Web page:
An identity crisis, and the promise of a brighter tomorrow

Looking back, and looking ahead, as we get ready for what might be the last edition of the Women's T20 Challenge

Annesha Ghosh
Annesha Ghosh
The three captains, Smriti Mandhana, Deepti Sharma and Harmanpreet Kaur pose with the trophy, Women's T20 Challenge 2022, Pune, May 22, 2022

This could be the final edition of the Women's T20 Challenge before the Women's IPL takes over  •  BCCI

The Women's T20 Challenge has lived through something of an identity crisis since its inception four summers ago. Yet, every time it came along, as a sideshow to the men's IPL and with the promise of being a prelude to a Women's IPL (WIPL), the players, in the words of India batter Smriti Mandhana, "always had this in our mind… [that] we have to put out the best cricket possible so that we have a Women's IPL as early as we can".
As the fourth edition starts on May 23, we take a look at how far the Women's T20 Challenge has come and where it might leave us before making way for the WIPL.
An end, and a beginning
This is likely to be the end of the road for the Women's T20 Challenge.
Don't reach for the tissues just yet, though. The women's game might be richer for the discontinuation of the tournament because - ahem! - talks are gaining ground in the BCCI corridors that an inaugural six-team WIPL might be only as far away as March 2023.
But don't get your hopes up too much right away.
The good part is that, we understand, the intent within the BCCI to launch a WIPL is more pronounced than ever because of India's league-stage elimination in the ODI World Cup last month - by far their poorest result in four world tournaments since 2017.
This is, of course, an Indian Women's T20 Challenge, so we would want our uncapped players to go out there and play something which is very close to international cricket. But two or three matches are really too low [for us] to give opportunities to everyone but we all are really going to try to do that"
Smriti Mandhana
But there are far too many considerations to account for before plans can be firmed up. Not least the packed women's international calendar for 2023, including the inaugural women's Under-19 World Cup and the senior T20 World Cup in South Africa across January and February.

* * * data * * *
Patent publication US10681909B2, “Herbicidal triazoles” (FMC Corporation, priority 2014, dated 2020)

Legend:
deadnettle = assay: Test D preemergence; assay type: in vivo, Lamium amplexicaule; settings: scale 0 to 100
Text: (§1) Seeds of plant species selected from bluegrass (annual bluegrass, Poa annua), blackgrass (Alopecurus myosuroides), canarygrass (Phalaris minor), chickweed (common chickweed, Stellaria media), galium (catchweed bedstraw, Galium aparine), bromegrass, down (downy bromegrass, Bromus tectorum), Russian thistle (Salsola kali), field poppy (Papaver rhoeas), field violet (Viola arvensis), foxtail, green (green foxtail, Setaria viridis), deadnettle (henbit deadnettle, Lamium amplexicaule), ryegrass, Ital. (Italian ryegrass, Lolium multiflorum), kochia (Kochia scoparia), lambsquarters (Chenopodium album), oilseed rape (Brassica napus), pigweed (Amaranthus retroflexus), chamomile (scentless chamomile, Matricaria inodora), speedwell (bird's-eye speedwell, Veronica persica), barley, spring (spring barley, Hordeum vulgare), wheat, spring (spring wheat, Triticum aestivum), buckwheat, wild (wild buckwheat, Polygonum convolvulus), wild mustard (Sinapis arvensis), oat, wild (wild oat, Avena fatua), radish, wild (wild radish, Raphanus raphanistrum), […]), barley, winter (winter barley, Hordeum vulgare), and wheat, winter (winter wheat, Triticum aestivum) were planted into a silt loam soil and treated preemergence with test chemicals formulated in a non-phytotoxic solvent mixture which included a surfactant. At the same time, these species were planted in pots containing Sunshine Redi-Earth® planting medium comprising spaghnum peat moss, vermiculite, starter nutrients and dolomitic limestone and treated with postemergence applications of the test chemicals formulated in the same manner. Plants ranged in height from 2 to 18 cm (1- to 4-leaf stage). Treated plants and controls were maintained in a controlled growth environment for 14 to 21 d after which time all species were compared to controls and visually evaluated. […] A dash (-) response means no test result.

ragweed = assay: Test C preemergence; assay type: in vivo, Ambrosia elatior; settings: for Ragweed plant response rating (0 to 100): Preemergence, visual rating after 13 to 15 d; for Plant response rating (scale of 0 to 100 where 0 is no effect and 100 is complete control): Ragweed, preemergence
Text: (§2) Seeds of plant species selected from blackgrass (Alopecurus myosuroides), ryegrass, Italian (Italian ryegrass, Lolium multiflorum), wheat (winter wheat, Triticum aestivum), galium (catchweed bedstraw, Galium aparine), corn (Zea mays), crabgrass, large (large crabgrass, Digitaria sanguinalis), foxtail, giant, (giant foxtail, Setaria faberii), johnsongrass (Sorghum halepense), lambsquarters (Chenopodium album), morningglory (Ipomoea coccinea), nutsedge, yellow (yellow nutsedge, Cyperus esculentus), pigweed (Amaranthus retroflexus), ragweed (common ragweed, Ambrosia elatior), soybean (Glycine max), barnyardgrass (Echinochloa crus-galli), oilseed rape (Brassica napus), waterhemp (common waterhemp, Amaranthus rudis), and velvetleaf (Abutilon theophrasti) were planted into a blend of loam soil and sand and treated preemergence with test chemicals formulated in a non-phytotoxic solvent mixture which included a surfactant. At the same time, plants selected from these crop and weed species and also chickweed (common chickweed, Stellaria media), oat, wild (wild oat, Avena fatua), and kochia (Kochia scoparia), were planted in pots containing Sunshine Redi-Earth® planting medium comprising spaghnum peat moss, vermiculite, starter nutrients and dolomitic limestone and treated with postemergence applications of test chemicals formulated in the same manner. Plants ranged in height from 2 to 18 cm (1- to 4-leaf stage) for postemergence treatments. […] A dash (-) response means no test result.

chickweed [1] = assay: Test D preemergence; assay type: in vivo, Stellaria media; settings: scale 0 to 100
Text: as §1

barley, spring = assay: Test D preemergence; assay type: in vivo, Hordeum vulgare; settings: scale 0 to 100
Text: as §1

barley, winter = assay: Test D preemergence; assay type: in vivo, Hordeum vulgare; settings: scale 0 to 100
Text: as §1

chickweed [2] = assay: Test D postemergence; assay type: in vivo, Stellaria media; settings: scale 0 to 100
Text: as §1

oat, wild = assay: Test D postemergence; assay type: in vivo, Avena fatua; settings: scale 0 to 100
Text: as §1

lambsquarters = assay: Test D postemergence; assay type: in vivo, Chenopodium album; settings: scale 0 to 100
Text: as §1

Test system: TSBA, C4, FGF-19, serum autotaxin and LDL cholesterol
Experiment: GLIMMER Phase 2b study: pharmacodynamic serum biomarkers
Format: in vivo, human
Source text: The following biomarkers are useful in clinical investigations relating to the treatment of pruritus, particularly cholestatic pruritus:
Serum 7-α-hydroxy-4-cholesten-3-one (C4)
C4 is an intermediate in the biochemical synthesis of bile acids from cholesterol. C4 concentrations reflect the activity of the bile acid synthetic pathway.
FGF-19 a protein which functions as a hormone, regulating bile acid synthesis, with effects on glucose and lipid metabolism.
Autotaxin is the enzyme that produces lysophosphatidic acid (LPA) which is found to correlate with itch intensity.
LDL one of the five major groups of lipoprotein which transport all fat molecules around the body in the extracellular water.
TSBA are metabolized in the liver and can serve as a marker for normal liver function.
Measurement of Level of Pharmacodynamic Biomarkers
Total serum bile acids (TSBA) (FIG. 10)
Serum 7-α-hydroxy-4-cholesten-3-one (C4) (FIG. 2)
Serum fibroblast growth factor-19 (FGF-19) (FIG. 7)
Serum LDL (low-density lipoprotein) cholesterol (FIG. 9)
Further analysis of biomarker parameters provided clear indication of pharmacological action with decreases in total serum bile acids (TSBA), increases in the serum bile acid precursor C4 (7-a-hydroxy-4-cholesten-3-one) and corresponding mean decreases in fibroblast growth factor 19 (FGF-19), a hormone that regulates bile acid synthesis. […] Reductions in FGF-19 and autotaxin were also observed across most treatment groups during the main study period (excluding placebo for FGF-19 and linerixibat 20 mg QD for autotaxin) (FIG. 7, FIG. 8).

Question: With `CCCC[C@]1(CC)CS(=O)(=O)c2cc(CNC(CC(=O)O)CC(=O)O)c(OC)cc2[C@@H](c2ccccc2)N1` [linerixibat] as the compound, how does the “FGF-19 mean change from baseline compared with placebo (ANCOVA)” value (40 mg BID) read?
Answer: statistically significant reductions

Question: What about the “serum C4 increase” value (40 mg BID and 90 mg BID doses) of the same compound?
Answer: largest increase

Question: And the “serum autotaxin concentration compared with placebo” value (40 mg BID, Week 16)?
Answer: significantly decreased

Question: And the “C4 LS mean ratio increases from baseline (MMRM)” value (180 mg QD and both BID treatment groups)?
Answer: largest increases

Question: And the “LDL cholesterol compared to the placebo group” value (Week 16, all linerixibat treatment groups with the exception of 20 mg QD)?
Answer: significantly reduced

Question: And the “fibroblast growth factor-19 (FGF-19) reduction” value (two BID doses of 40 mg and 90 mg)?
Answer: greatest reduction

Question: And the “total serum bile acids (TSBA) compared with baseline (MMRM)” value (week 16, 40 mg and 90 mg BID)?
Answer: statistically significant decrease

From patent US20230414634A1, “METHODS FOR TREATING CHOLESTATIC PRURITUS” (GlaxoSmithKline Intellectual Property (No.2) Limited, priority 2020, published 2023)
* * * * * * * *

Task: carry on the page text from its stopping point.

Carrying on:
Add to that the question over the availability of overseas players, given the existing leagues already in place - the FairBreak Invitational, The Hundred, CPL, WBBL - in that sequence, starting March - and the men's IPL window itself, if the WIPL is to kick off in March and be a standalone affair.
But that's a discussion for another time. The eve of the 2022 Women's T20 Challenge opener should be reserved for everything the tournament has achieved [which, to be fair, isn't a lot].
The bright spots in between the could-have-beens
"We have got a few talents out of this tournament. We got Shafali [Verma]; we saw her in Jaipur and we picked her from there," underlined Mandhana, captain of defending champions Trailblazers, on Sunday when asked to sum up the import of the tournament. "[And] Richa Ghosh and even Pooja Vastrakar, who have tried to prove themselves through this platform," Harmanpreet Kaur, who led Supernovas to the title twice in three seasons, added.
That the Women's T20 Challenge doesn't boast of a long list of accomplishments is, in part, down to the BCCI's reluctance to expand the tournament in terms of teams and matches, despite at least one public announcement of plans being drawn up for doing both.
It started out as a one-off exhibition game in 2018, and the tournament expanded - as well as limited - to a three-team, four-match competition in the subsequent seasons even though there was room for making it a more meaningful precursor to the WIPL. The ECB's now-defunct Kia Super League, for instance, fared far better in how it nourished the country's women's domestic cricket before the Hundred took the game several notches higher.